From 1st January 1972 to 30th June 1972 the market has been rising. What has happened? Growers have been paid 85 per cent of the proceeds from wool received into store and incorporated into PAP. On the balance of 15 per cent the growers are not being paid just at the rate payable in the sale as at 1st January. They are being paid an average over the improving market throughout the period from 1st January to 30th June. As a result every wool grower who sold his wool in accordance with the PAP scheme will benefit from the improvement in tone in the market throughout this 6 months. In other words, wool growers in Australia are far better off because of the PAP scheme this year. They acknowledge and accept this fact.
– Order! The honourable member for Forrest made a speech on the motion that the House adjourn. The Minister for Primary Industry has had the courtesy to come into the chamber and reply to that speech. I would suggest to honourable members that they also extend this courtesy and listen to the Minister’s reply.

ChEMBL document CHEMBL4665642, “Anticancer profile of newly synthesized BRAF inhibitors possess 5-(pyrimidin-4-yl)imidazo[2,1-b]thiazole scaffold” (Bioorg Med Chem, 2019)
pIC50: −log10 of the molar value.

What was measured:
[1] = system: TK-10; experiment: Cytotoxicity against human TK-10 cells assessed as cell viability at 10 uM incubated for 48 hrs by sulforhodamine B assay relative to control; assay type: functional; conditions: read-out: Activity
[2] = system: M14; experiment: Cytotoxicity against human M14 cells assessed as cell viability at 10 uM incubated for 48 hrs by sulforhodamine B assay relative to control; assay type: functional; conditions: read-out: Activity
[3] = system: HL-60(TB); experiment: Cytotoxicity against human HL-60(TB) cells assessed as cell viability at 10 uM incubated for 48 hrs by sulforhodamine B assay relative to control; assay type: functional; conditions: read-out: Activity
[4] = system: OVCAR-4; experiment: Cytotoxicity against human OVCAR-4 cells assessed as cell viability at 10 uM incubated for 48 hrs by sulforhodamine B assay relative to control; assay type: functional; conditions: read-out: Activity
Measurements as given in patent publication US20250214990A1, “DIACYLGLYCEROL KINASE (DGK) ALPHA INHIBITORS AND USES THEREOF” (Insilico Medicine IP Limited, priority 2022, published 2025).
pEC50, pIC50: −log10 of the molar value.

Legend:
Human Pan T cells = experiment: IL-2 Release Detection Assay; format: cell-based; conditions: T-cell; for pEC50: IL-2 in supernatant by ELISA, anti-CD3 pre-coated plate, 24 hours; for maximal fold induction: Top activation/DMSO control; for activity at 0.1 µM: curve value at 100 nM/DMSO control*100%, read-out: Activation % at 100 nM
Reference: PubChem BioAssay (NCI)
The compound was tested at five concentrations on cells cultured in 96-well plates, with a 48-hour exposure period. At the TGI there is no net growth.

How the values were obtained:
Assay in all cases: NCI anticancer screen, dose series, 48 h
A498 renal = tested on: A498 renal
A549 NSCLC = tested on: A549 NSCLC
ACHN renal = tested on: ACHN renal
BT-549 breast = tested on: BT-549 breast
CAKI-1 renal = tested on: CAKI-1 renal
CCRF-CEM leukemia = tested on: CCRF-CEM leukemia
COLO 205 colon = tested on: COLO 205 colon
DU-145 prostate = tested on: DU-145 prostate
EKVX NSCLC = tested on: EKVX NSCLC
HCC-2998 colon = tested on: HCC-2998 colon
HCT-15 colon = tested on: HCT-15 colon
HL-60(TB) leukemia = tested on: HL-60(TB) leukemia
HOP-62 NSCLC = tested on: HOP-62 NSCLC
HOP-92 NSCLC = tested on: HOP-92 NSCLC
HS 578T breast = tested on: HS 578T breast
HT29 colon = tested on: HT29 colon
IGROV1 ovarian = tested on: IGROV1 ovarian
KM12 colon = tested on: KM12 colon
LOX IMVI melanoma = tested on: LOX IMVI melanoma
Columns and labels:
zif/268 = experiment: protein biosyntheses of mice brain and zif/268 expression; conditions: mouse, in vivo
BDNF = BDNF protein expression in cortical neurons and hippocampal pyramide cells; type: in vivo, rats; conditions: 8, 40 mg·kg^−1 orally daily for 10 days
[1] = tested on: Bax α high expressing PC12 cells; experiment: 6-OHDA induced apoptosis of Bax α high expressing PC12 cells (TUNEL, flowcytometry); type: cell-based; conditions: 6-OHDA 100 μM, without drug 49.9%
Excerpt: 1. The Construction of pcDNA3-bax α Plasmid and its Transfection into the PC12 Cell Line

– Well, I rise-
-The honourable member for Sturt will resume his seat.
– I rise to a point of order, Mr Acting Speaker.
-Order! The honourable member for Sturt will resume his seat. I call the honourable member for Kalgoorlie.
– I rise to a point of order. My point of order is that the honourable member for Sturt wishes to raise a point of order and he has every right to do so without being told to resume his seat.
-Order! The honourable member for Sturt has been warned for interjecting throughout the whole day.
Mr Foster - I was not interjecting. I was raising a point of order. You have not given me any courtesy in this place since the first day I came here when you abused me.
-Order! The honourable member-
– And you know it.
-Order! The honourable member for Sturt has been shown more tolerance by all of the occupants of this chair than any other member of the House. I would suggest that the honourable member for Sturt may consider this fact.